May 29th, 2014 | by BRANDON WIDDER Music | Posted In: Concert Review

Live Review: Band of Skulls at Wonder Ballroom, 5/27

img_2880Band of Skulls at Wonder Ballroom on May 27. - Brandon Widder.
Southampton’s Band of Skulls has spent the past decade refining a sound that, for better or worse, sounds like a good deal of other bands. That’s not necessarily a bad thing—there’s plenty of people who like T. Rex, the Black Keys and Black Rebel Motorcycle Club—but it renders it difficult to see the trio’s raucous brand of blues rock as anything other than a sum of their influences. Still, as concertgoers from the band’s Tuesday night show at the Wonder Ballroom can attest, there’s something to be said for a band that can walk on stage and turn out an hour and half of straight-up fuzz-soaked rock. No bells, no whistles...and little showmanship. 

The band opened quickly with the chugging “Asleep at the Wheel,” one of two singles off the band’s latest LP, Himalayan. Other new cuts like “Nightmares” and “Brothers and Sisters” followed soon afterward, but like most of the band’s new LP, they came off more polished than one would like. Whereas singer-guitarist Russell Marsden strutted around the stage, flinging his guitar and straddling the enormous speaker housed stage right during wailing solos, bassist Emma Richard rarely moved. The two routinely swapped vocal duties on tracks like “Bruises” and “Cold Flame,” the latter a standout, Hendrix-style slow burner with delicate guitar and warbling vocals.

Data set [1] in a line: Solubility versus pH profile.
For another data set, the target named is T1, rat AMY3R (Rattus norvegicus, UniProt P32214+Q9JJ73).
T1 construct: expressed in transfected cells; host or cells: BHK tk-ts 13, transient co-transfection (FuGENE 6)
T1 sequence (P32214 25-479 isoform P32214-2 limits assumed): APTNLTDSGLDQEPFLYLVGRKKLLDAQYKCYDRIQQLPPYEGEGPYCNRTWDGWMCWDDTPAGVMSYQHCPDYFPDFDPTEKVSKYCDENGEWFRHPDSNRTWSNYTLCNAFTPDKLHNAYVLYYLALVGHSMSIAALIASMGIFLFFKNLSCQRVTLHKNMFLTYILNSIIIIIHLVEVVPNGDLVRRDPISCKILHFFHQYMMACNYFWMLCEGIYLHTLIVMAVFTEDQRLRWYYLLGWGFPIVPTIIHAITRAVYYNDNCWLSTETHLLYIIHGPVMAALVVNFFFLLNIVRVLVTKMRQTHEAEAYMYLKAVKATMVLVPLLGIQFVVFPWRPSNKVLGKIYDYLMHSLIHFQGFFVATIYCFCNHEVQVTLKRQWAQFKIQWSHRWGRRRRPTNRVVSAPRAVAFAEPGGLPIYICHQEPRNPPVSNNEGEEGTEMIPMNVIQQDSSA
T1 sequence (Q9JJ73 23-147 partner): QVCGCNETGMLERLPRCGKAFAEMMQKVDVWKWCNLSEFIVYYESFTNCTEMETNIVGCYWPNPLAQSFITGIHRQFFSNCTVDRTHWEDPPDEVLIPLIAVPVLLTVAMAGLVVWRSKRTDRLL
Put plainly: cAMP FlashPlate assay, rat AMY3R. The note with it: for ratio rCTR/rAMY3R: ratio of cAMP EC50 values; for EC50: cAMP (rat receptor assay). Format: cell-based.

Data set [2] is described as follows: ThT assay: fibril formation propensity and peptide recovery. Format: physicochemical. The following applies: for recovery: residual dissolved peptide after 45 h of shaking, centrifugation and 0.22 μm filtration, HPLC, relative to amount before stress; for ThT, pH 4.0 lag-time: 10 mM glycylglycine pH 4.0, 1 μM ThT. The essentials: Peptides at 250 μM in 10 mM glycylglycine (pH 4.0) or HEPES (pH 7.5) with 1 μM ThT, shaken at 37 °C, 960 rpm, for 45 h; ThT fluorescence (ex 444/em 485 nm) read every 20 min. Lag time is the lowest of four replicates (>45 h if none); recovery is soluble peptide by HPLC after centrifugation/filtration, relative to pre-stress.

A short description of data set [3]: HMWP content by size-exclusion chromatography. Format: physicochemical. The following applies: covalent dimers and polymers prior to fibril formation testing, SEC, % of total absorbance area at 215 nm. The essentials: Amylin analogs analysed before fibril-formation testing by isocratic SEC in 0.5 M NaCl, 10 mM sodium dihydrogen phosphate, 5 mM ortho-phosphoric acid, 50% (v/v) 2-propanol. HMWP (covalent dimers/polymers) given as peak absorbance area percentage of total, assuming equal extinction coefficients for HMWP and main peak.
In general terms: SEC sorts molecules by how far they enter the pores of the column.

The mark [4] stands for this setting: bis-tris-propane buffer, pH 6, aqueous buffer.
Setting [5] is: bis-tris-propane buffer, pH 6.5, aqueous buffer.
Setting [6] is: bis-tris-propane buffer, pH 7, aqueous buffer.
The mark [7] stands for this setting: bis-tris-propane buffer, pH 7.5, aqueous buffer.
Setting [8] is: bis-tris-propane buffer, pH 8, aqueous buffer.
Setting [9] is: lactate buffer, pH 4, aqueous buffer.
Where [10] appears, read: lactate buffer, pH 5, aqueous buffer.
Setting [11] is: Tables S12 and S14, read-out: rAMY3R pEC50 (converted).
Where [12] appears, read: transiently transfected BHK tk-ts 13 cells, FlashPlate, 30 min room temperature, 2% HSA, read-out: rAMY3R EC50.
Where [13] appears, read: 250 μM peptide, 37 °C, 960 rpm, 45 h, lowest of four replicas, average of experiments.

Band of Skulls is at it’s best when the members are at their worst (or at least loosened up). “Patterns,” teeming with lingering notes and dedicated to the few people who attended the band’s 2012 show at Dante’s, was a knockout. The Southern scuzz of “The Devil Takes Care of His Own” and the chanting refrain accompanying “Hollywood Bowl” gave the audience reason to stick around, as did the powerhouse encore. It’s rare a band saves all of its hits for the encore, but the move does ensure no one is going to leave prematurely. “Sweet Sour,” complete with a Prince-esque chorus and what might be one of the most memorable hammer-on guitar riffs in existence, was hair-raising, while “Death by Diamonds and Pearls” showcased why their breakout debut was a force to note. The show was an expected catalog of sleazy blues-rock anthems. Nothing more, nothing less—and that's OK.


All photos by Brandon Widder.


 
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